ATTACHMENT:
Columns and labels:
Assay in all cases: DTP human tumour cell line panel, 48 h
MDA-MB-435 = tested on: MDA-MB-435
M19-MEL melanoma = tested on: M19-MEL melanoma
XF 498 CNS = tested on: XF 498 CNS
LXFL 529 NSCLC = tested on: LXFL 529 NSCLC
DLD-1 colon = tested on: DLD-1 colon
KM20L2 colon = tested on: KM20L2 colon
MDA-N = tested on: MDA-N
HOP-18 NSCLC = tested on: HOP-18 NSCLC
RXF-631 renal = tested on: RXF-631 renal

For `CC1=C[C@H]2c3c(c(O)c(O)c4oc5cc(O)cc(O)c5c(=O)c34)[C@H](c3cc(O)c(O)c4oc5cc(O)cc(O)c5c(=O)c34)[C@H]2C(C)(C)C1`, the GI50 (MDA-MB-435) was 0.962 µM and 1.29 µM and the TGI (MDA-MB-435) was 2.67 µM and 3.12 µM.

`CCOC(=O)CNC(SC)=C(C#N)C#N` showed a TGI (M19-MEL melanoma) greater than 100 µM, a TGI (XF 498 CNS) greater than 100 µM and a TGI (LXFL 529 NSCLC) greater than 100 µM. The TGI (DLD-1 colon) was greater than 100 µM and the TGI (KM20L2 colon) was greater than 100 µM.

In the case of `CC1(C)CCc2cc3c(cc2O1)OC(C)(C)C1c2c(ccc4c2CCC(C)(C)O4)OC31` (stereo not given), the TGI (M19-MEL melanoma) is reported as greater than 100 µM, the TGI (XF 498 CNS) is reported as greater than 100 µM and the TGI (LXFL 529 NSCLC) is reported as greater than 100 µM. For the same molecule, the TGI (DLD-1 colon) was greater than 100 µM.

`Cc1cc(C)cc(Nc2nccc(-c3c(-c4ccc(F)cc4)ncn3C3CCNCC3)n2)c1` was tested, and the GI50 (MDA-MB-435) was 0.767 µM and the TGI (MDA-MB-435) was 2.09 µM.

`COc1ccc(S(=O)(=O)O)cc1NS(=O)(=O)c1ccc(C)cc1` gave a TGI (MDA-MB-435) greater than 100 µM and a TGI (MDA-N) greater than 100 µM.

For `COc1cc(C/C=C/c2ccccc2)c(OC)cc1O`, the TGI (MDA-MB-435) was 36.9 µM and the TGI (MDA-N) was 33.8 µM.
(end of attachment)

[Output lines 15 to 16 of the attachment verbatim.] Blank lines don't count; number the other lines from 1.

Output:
`Cc1cc(C)cc(Nc2nccc(-c3c(-c4ccc(F)cc4)ncn3C3CCNCC3)n2)c1` was tested, and the GI50 (MDA-MB-435) was 0.767 µM and the TGI (MDA-MB-435) was 2.09 µM.

`COc1ccc(S(=O)(=O)O)cc1NS(=O)(=O)c1ccc(C)cc1` gave a TGI (MDA-MB-435) greater than 100 µM and a TGI (MDA-N) greater than 100 µM.